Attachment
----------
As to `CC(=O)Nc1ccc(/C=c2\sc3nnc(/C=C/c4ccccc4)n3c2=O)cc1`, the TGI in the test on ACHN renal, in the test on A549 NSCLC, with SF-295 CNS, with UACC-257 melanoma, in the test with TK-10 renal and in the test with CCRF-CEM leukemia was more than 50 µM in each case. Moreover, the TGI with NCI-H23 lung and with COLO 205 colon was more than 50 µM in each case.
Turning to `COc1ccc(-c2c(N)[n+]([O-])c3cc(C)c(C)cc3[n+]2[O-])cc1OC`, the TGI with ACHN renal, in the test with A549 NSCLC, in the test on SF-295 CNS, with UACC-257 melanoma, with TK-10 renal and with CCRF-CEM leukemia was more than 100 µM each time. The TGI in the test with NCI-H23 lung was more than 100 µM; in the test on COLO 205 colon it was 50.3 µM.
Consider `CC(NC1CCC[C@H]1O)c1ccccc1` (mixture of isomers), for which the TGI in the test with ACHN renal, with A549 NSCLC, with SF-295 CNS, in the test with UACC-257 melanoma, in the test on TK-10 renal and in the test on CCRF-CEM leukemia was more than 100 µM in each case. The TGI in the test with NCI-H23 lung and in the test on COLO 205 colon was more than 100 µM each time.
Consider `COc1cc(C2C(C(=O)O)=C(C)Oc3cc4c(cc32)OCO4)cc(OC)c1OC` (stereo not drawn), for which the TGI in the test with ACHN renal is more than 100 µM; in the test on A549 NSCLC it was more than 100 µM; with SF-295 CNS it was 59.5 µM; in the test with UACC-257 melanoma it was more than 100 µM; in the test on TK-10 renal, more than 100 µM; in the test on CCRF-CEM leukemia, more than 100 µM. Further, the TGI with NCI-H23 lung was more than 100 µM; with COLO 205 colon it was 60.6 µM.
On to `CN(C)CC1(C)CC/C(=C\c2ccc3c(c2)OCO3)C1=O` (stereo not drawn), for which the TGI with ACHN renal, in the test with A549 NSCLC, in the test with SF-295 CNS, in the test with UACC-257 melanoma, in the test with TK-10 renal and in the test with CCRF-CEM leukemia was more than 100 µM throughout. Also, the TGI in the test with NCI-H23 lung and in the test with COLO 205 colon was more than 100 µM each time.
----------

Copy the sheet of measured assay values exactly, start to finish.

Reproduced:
As to `CC(=O)Nc1ccc(/C=c2\sc3nnc(/C=C/c4ccccc4)n3c2=O)cc1`, the TGI in the test on ACHN renal, in the test on A549 NSCLC, with SF-295 CNS, with UACC-257 melanoma, in the test with TK-10 renal and in the test with CCRF-CEM leukemia was more than 50 µM in each case. Moreover, the TGI with NCI-H23 lung and with COLO 205 colon was more than 50 µM in each case.
Turning to `COc1ccc(-c2c(N)[n+]([O-])c3cc(C)c(C)cc3[n+]2[O-])cc1OC`, the TGI with ACHN renal, in the test with A549 NSCLC, in the test on SF-295 CNS, with UACC-257 melanoma, with TK-10 renal and with CCRF-CEM leukemia was more than 100 µM each time. The TGI in the test with NCI-H23 lung was more than 100 µM; in the test on COLO 205 colon it was 50.3 µM.
Consider `CC(NC1CCC[C@H]1O)c1ccccc1` (mixture of isomers), for which the TGI in the test with ACHN renal, with A549 NSCLC, with SF-295 CNS, in the test with UACC-257 melanoma, in the test on TK-10 renal and in the test on CCRF-CEM leukemia was more than 100 µM in each case. The TGI in the test with NCI-H23 lung and in the test on COLO 205 colon was more than 100 µM each time.
Consider `COc1cc(C2C(C(=O)O)=C(C)Oc3cc4c(cc32)OCO4)cc(OC)c1OC` (stereo not drawn), for which the TGI in the test with ACHN renal is more than 100 µM; in the test on A549 NSCLC it was more than 100 µM; with SF-295 CNS it was 59.5 µM; in the test with UACC-257 melanoma it was more than 100 µM; in the test on TK-10 renal, more than 100 µM; in the test on CCRF-CEM leukemia, more than 100 µM. Further, the TGI with NCI-H23 lung was more than 100 µM; with COLO 205 colon it was 60.6 µM.
On to `CN(C)CC1(C)CC/C(=C\c2ccc3c(c2)OCO3)C1=O` (stereo not drawn), for which the TGI with ACHN renal, in the test with A549 NSCLC, in the test with SF-295 CNS, in the test with UACC-257 melanoma, in the test with TK-10 renal and in the test with CCRF-CEM leukemia was more than 100 µM throughout. Also, the TGI in the test with NCI-H23 lung and in the test with COLO 205 colon was more than 100 µM each time.